The Business Analyst Mindset

Recently, I’ve had to interview candidates for a mid-level software BA (Business Analyst) role at my company. As I reflected back on the interviews, I was thinking about how the post-interview discussions about the candidates always come back to one thing: “Does he/she have the BA mindset?” Where the candidate went to school, what his/her degree is in, what internships he/she has had, how long they’ve been a BA, none of it seems to matter without the possession of a “BA mindset”.  It’s nothing that you can put on your resume as a credential, yet it’s vital for landing a BA job. Here’s the “JMO” of what I look for as part of the BA mindset.

The ability to…

 

  • Break down big problems into small pieces that can eventually be called “done”. Categorize these pieces into larger, underlying themes.
  • Ask Questions – or, more specifically, ask the right people the right questions
  • Question the answers  to your questions. Repeat back your understanding of the answer to multiple stakeholders until everyone has the same understanding.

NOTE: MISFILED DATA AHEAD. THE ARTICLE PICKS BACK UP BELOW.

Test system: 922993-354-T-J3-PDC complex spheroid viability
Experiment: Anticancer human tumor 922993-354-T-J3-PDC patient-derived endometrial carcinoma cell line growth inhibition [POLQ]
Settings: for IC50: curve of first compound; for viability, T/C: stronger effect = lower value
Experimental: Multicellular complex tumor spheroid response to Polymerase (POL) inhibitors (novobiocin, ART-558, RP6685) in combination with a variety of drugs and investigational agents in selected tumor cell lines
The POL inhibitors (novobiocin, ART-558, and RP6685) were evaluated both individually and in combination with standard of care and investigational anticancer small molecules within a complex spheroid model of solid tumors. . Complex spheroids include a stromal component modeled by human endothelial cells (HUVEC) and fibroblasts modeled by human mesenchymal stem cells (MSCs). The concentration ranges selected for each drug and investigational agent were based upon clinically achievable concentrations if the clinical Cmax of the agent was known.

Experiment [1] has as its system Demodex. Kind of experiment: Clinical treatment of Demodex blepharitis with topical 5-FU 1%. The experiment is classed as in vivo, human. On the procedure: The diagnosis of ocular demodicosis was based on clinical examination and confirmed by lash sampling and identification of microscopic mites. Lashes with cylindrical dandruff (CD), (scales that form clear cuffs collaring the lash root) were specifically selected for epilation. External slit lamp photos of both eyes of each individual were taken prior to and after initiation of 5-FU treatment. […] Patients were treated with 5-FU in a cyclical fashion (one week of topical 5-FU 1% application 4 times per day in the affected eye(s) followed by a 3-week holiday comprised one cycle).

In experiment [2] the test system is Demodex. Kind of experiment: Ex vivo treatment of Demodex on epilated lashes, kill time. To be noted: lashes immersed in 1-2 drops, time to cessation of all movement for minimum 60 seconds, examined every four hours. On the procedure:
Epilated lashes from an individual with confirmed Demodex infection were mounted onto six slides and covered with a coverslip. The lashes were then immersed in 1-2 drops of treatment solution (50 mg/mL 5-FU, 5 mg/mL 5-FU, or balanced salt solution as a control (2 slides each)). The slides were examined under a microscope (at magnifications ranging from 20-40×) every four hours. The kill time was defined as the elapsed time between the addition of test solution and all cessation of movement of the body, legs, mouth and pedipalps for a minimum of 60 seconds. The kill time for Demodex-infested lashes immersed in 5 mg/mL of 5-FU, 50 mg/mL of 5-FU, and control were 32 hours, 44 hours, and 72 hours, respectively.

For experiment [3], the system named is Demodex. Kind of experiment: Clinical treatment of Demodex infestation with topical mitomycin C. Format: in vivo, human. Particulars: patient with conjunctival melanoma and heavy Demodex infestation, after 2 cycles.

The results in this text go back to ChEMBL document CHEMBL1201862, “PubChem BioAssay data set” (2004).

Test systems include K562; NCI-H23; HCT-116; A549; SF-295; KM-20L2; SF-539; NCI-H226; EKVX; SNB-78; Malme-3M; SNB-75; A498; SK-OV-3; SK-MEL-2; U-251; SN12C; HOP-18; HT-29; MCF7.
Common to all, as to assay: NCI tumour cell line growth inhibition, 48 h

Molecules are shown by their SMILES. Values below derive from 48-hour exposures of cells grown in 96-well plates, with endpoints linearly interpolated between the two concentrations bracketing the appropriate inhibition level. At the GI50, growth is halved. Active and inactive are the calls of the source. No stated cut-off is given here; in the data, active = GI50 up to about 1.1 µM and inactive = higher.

• Think through problems. This sounds so simple, yet this kind of critical thinking is rare. Think through every possible scenario/flow in your product and make sure logic/error handling exists to account for every single one of them. Even if you do this well, there are many that will be missed. That is OK – don’t let anyone make you feel bad for missing a scenario or two. We do the best we can and the quality of the product is the responsibility of the whole team, not just the BA.
  • Be humble. Admit when you don’t understand something. It is your job to understand complex problems and come up with solutions. This absolutely requires that you admit when you don’t understand – shout it from the rooftops until you get a proper explanation.
  • Draw upon QA expertise. When the BA has respect for QA, the relationship between the two creates a much better product. QA will come up with scenarios the BA didn’t think of. Don’t take it as a personal attack – instead, thank them for their critical thinking skills and be sure the use case is covered. Better late than never.

 


So, what do you think ?